54 posts • joined 13 Mar 2011
It appears that the on-board computation is actually the LDPC decoder. By doing the LDPC in the FPGA, you off-load it and also reduce the amount of data being sent. LDPC is a sophisticated error correction scheme normally used on noisy radio links.
DFO: no, the ridiculous $2,400,000 did not include those additional costs. Those costs are in a different line in the matrix in the graphic, and they are also very high relative to the same line item for tape. The only way you can possibly get to these numbers is to buy very fast, very small disks, and those are completely inappropriate for near-line storage.
With respect to scaling: one post mentions that tape cost does not rise as quickly as disk as the archive size increases. But this article is specifically about a 1PB store.
Re: Disk is a lot faster.
DJO: No there is no way to cost-effectively "stripe" tape. Striping works by using multiple drives simultaneously ("striping" by adding heads on one drive is a different discussion.) But tape drives are very expensive. The whole point of tape is to use a small set of drives to handle the entire set of tapes, and the logistics of the tape-handler robots will get very ugly very fast. The tape library usually has multiple drives to accommodate multiple simultaneous requests, not to do striping. But this is not the metric the article uses. When you look at multiple simultaneous requests, the controller-per-disk scheme is overwhelmingly superior.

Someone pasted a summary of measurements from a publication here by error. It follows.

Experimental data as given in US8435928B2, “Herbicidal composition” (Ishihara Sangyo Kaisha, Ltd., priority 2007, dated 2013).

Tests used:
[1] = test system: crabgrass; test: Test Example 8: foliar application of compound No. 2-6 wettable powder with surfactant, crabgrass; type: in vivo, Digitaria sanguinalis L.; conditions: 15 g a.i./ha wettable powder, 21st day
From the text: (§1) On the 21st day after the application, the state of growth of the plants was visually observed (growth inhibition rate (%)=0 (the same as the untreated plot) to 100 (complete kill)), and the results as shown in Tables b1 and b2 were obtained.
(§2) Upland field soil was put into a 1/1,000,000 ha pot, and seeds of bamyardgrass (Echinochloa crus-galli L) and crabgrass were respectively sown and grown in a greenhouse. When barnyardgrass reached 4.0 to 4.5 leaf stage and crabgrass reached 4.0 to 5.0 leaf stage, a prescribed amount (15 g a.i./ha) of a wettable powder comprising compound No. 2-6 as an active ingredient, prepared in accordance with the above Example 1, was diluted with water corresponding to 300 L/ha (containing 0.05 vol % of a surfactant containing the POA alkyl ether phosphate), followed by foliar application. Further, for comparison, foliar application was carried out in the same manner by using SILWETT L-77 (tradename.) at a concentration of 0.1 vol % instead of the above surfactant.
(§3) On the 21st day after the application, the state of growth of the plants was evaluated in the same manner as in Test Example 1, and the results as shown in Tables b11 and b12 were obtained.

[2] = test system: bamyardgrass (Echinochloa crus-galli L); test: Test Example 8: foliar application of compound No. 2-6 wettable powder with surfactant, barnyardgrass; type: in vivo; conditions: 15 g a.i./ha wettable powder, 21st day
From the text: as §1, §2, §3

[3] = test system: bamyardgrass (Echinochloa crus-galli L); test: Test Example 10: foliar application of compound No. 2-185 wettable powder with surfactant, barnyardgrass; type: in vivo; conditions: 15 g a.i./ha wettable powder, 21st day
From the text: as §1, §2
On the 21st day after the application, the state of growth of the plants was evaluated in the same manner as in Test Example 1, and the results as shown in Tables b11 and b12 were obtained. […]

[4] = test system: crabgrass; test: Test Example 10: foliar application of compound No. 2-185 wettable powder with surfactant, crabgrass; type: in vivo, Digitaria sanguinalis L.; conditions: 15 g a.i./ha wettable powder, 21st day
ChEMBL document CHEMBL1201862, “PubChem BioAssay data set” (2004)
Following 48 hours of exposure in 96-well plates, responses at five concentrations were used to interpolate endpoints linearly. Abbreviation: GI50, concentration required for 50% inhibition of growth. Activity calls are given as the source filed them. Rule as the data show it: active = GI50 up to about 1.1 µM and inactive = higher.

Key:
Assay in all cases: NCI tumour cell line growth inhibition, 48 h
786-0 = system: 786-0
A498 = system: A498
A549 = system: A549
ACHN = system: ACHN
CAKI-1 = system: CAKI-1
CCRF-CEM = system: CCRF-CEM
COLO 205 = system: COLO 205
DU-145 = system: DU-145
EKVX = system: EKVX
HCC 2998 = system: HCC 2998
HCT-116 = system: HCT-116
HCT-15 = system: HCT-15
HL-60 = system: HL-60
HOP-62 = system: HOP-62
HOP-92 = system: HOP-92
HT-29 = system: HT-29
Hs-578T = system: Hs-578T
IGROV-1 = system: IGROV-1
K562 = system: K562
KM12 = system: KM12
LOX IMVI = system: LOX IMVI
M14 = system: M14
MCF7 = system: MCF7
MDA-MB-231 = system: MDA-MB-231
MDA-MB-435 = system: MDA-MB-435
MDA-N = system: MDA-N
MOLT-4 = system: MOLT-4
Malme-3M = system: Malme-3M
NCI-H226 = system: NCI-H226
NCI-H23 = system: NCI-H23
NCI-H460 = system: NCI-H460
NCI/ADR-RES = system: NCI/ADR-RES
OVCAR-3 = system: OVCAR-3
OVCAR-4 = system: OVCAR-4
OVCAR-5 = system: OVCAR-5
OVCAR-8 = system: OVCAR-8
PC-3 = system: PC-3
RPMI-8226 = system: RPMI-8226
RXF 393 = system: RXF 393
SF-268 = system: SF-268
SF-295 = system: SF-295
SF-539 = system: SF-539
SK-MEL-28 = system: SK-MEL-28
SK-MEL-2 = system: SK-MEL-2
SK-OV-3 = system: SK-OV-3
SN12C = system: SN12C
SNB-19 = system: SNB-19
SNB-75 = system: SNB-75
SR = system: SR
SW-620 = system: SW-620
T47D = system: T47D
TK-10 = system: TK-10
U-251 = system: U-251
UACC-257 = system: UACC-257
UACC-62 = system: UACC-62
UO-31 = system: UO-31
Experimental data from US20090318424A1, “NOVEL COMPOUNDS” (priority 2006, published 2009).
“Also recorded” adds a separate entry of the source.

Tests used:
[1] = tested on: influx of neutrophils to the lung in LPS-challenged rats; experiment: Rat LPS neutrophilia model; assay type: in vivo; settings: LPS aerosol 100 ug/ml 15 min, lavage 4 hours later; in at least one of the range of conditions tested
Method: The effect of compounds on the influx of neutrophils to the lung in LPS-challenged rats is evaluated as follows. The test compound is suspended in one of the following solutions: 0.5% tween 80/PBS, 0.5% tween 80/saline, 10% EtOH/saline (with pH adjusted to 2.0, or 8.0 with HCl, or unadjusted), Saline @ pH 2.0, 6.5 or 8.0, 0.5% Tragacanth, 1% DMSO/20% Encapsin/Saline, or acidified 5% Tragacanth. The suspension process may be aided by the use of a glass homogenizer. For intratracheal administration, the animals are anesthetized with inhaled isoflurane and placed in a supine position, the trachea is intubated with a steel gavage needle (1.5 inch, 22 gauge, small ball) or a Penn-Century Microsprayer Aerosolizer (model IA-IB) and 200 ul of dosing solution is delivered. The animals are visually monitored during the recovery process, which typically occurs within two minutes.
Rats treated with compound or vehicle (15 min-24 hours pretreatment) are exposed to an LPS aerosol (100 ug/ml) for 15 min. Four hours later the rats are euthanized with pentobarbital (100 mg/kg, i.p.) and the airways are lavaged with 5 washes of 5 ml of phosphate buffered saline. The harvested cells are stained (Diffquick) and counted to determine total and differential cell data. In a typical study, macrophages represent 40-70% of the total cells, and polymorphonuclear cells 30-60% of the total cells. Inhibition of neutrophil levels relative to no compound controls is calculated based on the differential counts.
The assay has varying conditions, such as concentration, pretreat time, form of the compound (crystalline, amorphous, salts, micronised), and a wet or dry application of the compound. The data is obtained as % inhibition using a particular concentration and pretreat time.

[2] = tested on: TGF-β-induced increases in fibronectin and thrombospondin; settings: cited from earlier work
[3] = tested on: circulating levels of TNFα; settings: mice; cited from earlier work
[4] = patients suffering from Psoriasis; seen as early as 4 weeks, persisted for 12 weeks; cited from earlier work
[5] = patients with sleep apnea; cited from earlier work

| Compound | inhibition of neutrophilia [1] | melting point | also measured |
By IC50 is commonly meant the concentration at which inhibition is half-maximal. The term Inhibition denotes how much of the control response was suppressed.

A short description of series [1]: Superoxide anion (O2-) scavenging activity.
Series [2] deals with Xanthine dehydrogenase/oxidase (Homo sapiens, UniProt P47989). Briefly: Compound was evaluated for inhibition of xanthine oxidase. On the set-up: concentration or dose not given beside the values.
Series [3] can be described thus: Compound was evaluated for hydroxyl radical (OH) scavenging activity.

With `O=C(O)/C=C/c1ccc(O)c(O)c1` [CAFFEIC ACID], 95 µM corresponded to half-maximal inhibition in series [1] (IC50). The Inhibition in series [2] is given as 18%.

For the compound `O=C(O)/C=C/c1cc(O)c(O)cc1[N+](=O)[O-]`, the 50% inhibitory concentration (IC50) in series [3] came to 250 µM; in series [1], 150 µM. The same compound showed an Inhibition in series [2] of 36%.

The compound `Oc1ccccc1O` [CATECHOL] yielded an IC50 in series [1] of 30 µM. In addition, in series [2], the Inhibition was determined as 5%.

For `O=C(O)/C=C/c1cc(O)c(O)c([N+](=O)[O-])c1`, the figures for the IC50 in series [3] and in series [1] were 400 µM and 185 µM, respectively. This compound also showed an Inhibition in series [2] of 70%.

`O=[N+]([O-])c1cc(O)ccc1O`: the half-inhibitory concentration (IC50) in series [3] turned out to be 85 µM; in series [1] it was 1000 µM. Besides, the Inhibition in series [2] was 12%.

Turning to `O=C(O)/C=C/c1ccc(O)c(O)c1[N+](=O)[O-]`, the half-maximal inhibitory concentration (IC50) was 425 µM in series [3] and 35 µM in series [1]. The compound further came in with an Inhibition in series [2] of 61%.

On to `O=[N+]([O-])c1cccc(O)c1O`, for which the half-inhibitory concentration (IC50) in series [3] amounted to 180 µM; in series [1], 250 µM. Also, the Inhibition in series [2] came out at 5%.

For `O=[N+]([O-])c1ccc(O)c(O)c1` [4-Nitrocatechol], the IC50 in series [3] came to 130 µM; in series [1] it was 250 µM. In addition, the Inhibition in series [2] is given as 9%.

The contemplated disk scheme is a very conservative RAID 1/0, and is still massivly cheaper than tape. We can easily go to two separate RAID 1/0 for backup and still be cheaper. Where is this madness of which you speak?
Disks do have multiple heads
A modern disk has one head per platter surface, so a modern high-capacity disk may have up to eight heads. However, since they share a servo they cannot be dynamically aligned to the tracks on each surface simultaneously at the new extreme track density ("shingled tracks") now coming into vogue. Earlier, it would have been possible, but it was not cost-effective because a bunch of relatively expensive read/write electronics is shared between all heads and would need to be duplicated, and the speed of the SATA interface would need to be (at least) quadrupled.
It's also unnecessary, since an array of disks accesses multiple heads simultaneously.